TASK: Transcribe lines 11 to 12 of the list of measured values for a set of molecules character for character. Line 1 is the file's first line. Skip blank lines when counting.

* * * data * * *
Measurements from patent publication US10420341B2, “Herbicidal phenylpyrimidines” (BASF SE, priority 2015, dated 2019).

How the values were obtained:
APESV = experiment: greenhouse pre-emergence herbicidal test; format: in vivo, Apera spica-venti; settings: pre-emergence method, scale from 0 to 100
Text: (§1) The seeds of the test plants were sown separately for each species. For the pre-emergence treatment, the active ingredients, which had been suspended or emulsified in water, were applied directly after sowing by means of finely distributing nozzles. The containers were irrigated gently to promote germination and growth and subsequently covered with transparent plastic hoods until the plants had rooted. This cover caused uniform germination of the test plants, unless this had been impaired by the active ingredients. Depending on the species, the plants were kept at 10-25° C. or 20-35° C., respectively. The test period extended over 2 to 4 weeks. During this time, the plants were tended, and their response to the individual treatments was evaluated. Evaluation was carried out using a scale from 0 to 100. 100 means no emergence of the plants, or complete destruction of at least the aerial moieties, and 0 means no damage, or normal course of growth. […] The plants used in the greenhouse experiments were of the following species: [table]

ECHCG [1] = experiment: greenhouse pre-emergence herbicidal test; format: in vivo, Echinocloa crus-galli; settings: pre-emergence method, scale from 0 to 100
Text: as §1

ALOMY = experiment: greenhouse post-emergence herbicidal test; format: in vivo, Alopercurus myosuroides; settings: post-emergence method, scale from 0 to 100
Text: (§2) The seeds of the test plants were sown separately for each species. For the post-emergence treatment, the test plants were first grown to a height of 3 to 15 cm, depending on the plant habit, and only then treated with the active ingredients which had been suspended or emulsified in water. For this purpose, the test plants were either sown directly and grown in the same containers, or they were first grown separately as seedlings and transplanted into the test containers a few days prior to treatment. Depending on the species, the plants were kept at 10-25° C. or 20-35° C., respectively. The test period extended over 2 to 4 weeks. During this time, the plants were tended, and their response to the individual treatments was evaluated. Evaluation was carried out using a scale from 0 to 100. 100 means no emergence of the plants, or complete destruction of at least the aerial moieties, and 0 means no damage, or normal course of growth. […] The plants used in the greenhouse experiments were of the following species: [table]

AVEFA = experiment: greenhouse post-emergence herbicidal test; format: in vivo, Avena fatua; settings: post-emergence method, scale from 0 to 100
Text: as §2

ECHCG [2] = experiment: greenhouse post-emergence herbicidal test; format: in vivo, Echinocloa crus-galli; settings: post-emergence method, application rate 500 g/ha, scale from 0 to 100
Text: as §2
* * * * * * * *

ECHCG [2] = experiment: greenhouse post-emergence herbicidal test; format: in vivo, Echinocloa crus-galli; settings: post-emergence method, application rate 500 g/ha, scale from 0 to 100
Text: as §2